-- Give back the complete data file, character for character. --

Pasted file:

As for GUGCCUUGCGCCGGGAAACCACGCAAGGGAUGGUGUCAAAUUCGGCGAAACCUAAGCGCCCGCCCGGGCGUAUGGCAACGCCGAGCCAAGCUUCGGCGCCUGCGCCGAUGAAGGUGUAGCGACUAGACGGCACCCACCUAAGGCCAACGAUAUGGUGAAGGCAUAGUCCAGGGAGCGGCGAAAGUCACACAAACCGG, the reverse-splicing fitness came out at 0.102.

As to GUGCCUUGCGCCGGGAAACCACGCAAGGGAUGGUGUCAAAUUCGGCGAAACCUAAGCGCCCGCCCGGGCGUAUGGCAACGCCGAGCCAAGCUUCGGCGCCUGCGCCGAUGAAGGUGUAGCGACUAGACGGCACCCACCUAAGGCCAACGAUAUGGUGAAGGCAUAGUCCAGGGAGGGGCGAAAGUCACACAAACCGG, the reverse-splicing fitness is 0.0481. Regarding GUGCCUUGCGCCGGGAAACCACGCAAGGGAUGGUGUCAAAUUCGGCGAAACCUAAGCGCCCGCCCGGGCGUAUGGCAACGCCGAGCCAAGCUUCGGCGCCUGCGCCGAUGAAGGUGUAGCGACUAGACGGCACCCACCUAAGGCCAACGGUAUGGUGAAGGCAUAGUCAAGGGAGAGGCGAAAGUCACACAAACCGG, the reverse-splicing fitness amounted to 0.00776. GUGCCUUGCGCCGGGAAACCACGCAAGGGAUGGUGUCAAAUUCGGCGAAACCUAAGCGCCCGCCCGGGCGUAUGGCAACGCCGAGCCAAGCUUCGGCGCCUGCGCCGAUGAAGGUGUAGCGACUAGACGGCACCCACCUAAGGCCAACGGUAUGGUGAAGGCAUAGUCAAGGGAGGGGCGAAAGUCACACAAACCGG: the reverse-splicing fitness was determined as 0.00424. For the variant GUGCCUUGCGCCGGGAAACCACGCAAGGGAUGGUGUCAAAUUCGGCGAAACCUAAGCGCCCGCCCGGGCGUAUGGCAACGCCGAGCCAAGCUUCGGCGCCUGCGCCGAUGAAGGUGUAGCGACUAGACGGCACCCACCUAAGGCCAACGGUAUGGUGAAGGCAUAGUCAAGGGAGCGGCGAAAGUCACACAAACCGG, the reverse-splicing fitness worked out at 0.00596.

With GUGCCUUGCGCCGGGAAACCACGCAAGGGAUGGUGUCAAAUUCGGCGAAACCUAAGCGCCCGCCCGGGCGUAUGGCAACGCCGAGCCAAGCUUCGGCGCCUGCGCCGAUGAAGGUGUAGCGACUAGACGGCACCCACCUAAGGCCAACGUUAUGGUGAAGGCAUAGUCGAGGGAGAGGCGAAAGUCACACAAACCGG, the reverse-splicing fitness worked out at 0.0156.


As for GUGCCUUGCGCCGGGAAACCACGCAAGGGAUGGUGUCAAAUUCGGCGAAACCUAAGCGCCCGCCCGGGCGUAUGGCAACGCCGAGCCAAGCUUCGGCGCCUGCGCCGAUGAAGGUGUAGCGACUAGACGGCACCCACCUAAGGCCAACGAUAUGGUGAAGGCAUAGUCCAGGGAGCGGCGAAAGUCACACAAACCGG, the reverse-splicing fitness came out at 0.102.

As to GUGCCUUGCGCCGGGAAACCACGCAAGGGAUGGUGUCAAAUUCGGCGAAACCUAAGCGCCCGCCCGGGCGUAUGGCAACGCCGAGCCAAGCUUCGGCGCCUGCGCCGAUGAAGGUGUAGCGACUAGACGGCACCCACCUAAGGCCAACGAUAUGGUGAAGGCAUAGUCCAGGGAGGGGCGAAAGUCACACAAACCGG, the reverse-splicing fitness is 0.0481. Regarding GUGCCUUGCGCCGGGAAACCACGCAAGGGAUGGUGUCAAAUUCGGCGAAACCUAAGCGCCCGCCCGGGCGUAUGGCAACGCCGAGCCAAGCUUCGGCGCCUGCGCCGAUGAAGGUGUAGCGACUAGACGGCACCCACCUAAGGCCAACGGUAUGGUGAAGGCAUAGUCAAGGGAGAGGCGAAAGUCACACAAACCGG, the reverse-splicing fitness amounted to 0.00776. GUGCCUUGCGCCGGGAAACCACGCAAGGGAUGGUGUCAAAUUCGGCGAAACCUAAGCGCCCGCCCGGGCGUAUGGCAACGCCGAGCCAAGCUUCGGCGCCUGCGCCGAUGAAGGUGUAGCGACUAGACGGCACCCACCUAAGGCCAACGGUAUGGUGAAGGCAUAGUCAAGGGAGGGGCGAAAGUCACACAAACCGG: the reverse-splicing fitness was determined as 0.00424. For the variant GUGCCUUGCGCCGGGAAACCACGCAAGGGAUGGUGUCAAAUUCGGCGAAACCUAAGCGCCCGCCCGGGCGUAUGGCAACGCCGAGCCAAGCUUCGGCGCCUGCGCCGAUGAAGGUGUAGCGACUAGACGGCACCCACCUAAGGCCAACGGUAUGGUGAAGGCAUAGUCAAGGGAGCGGCGAAAGUCACACAAACCGG, the reverse-splicing fitness worked out at 0.00596.

With GUGCCUUGCGCCGGGAAACCACGCAAGGGAUGGUGUCAAAUUCGGCGAAACCUAAGCGCCCGCCCGGGCGUAUGGCAACGCCGAGCCAAGCUUCGGCGCCUGCGCCGAUGAAGGUGUAGCGACUAGACGGCACCCACCUAAGGCCAACGUUAUGGUGAAGGCAUAGUCGAGGGAGAGGCGAAAGUCACACAAACCGG, the reverse-splicing fitness worked out at 0.0156.